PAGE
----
Improved vegetable production systems for community cooperatives in the Central Province, Papua New Guinea
Seta-Waken, P and Nivi, J and Boersma, M and Birch, CJ, Improved vegetable production systems for community cooperatives in the Central Province, Papua New Guinea, 29th International Horticultural Congress 2014, 17-24 August 2014, Brisbane, Australia (2014) [Conference Extract]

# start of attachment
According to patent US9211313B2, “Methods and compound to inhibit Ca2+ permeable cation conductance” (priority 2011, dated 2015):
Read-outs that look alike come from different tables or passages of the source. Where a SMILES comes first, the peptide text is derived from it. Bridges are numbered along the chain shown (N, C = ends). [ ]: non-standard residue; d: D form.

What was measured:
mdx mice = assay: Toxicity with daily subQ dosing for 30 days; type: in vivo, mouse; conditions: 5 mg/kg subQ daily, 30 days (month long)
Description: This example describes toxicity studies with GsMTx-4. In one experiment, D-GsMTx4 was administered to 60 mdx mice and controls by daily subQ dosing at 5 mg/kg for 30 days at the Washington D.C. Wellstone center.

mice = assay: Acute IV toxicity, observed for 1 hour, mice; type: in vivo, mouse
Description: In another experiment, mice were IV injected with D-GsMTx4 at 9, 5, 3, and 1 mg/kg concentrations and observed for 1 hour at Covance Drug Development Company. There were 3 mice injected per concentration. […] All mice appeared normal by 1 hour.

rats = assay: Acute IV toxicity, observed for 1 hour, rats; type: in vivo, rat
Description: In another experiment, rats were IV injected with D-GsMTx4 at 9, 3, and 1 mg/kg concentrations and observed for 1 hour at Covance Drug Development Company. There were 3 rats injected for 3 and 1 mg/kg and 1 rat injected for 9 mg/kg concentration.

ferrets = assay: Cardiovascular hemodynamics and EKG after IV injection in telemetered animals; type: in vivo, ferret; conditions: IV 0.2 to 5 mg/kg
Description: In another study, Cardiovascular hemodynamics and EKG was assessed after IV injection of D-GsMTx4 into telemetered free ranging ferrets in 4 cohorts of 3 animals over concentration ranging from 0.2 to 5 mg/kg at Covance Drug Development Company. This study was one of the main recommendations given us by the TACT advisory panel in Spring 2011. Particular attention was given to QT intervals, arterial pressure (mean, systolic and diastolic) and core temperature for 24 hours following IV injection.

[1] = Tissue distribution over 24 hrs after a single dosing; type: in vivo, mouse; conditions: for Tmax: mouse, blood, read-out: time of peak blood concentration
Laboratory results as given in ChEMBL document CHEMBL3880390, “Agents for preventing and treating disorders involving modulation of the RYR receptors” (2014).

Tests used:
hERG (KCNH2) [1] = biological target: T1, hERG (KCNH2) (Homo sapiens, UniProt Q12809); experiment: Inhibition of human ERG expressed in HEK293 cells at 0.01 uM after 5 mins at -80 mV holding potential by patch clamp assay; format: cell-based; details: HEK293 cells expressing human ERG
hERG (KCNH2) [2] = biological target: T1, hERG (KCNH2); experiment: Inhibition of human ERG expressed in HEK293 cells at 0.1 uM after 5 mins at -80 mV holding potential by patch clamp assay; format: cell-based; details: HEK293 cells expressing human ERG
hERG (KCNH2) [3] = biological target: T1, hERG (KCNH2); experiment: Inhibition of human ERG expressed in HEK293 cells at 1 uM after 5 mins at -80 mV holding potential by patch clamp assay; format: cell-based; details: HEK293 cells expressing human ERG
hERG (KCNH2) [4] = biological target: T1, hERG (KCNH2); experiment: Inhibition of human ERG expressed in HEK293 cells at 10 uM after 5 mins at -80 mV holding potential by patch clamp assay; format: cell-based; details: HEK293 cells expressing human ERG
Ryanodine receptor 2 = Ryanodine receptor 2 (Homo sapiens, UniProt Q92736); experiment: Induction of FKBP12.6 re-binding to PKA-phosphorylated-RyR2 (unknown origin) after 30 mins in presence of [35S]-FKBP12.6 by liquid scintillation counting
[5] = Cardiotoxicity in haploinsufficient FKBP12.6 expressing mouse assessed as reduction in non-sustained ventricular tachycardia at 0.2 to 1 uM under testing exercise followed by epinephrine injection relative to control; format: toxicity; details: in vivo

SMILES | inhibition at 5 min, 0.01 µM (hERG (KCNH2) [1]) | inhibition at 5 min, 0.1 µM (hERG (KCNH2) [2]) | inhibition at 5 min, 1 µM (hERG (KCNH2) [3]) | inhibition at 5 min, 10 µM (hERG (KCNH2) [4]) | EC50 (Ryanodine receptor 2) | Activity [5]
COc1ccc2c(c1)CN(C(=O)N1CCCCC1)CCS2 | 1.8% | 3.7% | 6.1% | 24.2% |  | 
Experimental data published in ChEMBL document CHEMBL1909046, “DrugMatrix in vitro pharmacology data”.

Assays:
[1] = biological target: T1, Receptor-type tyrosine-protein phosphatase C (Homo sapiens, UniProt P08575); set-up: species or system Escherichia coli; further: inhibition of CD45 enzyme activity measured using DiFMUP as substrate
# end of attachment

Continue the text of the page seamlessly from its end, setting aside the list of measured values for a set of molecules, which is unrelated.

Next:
We compared the performance of three vegetable production systems using one variety each of tomato ‘Money Maker’ and capsicum ‘New Ace’ in two hot and seasonally dry lowland locations of Central Province, Papua New Guinea. The three systems used were Traditional farmer’s practice (TFP), improved production systems (IPS) and commercial high input practice (CHIP). TFP was based on traditional techniques using local knowledge and system descriptions from other earlier work; IPS supplemented the traditional practice with low cost technologies and practices expected to produce high returns and; CHIP employed techniques and technologies likely to be obtainable by few farmers due to high fixed and working capital requirements and other barriers. In the traditional system pest and disease infestation were high, and responsible for lower fruit quality and yield than In IPS and CHIP. IPS produced crop yield and quality comparable to or better than that of CHIP, indicating that the use of additional low cost technologies and practices in the TFP may enable higher production and create opportunities for smallholder farmers to increase their disposable cash income. The results are discussed in context of the Improved Practice vegetable production system being adopted by smallholder farmers and community cooperatives in the Central Province, Papua New Guinea, and how these improved systems should be able to contribute to vegetable supplies for major local markets, especially Port Moresby.